As part of this year's Migration Matters Festival we are hosting an evening of live performance, documentary and discussion. Join us for 20 minutes or 2 hours, everyone is welcome.

Sign up and further information here

The Art of Healthy Lifespan Festival

Saturday 28 January – Saturday 4 February 2023

A series of free events exploring ageing and health across the life course

Join us at The Art of Healthy Lifespans for a series of inclusive events and exhibitions showcasing the role of art and creativity in understanding and enhancing health and well-being across the life course.

Free and open to all.

To find out more information about the festival and to book on events, please visit the Art of Healthy Lifespan festival page.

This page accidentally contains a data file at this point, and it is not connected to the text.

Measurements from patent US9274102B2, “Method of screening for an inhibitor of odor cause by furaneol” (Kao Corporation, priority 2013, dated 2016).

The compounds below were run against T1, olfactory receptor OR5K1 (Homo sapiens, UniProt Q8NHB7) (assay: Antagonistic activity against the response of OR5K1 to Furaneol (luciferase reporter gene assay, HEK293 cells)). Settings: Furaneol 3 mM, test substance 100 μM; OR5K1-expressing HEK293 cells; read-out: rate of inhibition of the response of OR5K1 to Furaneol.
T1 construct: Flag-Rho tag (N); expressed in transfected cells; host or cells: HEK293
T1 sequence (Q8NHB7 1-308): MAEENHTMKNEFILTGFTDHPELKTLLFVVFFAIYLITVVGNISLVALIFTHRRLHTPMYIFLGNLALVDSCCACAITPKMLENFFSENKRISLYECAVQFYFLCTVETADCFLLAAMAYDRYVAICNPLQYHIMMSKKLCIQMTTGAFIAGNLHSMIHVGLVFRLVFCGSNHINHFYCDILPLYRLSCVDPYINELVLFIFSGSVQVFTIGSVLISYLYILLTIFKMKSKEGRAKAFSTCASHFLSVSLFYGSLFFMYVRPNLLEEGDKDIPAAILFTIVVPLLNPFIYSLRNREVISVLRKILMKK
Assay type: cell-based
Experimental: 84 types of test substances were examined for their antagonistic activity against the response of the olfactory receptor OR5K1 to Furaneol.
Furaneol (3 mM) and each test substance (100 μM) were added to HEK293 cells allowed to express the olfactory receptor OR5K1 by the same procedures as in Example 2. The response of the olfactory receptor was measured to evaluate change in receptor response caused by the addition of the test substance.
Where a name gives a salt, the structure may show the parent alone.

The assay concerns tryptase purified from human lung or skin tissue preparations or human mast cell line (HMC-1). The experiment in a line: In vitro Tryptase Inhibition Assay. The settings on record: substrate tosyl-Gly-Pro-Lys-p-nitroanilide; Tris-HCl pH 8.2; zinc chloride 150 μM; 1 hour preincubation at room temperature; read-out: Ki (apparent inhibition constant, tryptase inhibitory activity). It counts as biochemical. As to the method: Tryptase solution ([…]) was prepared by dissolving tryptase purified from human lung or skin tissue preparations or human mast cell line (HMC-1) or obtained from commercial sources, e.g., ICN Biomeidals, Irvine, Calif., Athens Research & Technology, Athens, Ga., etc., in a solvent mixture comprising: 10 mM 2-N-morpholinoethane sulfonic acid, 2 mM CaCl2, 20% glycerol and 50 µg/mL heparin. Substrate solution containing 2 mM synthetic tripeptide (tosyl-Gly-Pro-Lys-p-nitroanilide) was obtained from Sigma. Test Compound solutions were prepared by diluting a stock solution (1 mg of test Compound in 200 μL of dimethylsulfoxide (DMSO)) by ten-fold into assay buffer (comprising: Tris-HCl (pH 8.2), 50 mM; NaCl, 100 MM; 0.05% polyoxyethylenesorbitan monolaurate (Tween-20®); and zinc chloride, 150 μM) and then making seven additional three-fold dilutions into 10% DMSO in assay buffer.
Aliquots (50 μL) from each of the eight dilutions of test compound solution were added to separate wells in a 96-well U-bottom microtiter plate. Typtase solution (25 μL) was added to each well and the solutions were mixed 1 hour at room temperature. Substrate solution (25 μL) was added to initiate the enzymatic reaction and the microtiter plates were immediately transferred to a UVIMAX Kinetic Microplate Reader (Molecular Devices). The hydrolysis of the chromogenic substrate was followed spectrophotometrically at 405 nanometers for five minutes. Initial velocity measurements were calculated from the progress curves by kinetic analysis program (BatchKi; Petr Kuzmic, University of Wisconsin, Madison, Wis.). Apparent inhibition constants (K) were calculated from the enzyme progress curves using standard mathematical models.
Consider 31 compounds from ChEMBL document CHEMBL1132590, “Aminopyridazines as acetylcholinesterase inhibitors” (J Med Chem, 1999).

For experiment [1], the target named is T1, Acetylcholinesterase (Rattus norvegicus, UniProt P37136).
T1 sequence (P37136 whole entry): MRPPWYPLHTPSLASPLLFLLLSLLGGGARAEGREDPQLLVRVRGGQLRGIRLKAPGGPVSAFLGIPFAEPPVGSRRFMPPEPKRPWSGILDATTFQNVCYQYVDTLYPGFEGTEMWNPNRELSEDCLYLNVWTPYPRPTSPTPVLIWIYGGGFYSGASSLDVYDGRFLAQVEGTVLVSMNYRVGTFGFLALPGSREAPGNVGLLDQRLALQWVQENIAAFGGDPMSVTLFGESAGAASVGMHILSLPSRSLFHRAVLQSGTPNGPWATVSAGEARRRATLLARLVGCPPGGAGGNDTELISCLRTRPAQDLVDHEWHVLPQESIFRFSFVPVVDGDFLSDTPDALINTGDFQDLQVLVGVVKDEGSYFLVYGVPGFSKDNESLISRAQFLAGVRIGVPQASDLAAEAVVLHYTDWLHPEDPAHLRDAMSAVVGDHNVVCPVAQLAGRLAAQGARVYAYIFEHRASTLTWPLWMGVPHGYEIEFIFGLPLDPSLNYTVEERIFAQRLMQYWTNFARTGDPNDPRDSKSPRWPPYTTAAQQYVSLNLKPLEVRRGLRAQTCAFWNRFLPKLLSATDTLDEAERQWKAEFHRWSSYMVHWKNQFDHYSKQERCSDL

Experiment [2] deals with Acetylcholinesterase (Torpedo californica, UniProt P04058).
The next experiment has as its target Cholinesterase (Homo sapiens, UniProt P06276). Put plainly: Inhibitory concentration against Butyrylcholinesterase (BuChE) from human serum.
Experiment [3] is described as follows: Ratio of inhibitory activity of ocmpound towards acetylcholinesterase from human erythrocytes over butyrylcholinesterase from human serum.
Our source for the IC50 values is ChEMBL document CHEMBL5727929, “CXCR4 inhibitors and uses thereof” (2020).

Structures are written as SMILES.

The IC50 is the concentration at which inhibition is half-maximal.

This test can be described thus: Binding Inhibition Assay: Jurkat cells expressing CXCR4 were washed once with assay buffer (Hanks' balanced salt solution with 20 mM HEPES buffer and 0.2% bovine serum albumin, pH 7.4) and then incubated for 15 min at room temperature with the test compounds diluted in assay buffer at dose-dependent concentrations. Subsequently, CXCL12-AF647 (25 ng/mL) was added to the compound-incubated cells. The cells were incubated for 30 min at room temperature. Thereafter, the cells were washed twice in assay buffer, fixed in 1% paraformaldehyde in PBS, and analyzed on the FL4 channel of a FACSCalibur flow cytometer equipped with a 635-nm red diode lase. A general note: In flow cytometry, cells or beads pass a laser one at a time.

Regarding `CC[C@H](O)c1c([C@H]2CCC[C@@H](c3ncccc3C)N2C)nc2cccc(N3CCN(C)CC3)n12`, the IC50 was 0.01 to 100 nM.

John Westergaard Annual Lecture

Thursday 2nd February 3.00pm - 4.30pm.

The lecture will be a hybrid event, with the opportunity to attend F2F or join online. Please register for the event via Eventbrite.

Location: Richard Roberts Auditorium

Lecture by Professor Sam Friedman, London School of Economics.

Sam Friedman is Professor of Sociology at the London School of Economics. He has     published widely on class, culture and social mobility, and recently co-authored The Class   Ceiling: Why it Pays to be Privileged. He is also the author of Comedy and Distinction: The   Cultural Currency of a ‘Good’ Sense of Humour and co-author of Social Class in the 21st     Century. He is currently working on a new book (with Aaron Reeves) looking at the historical     development of the British elite, drawing on the entire 125-year database of Who's Who

Born to Rule: 125 years of Change and Continuity in the British Elite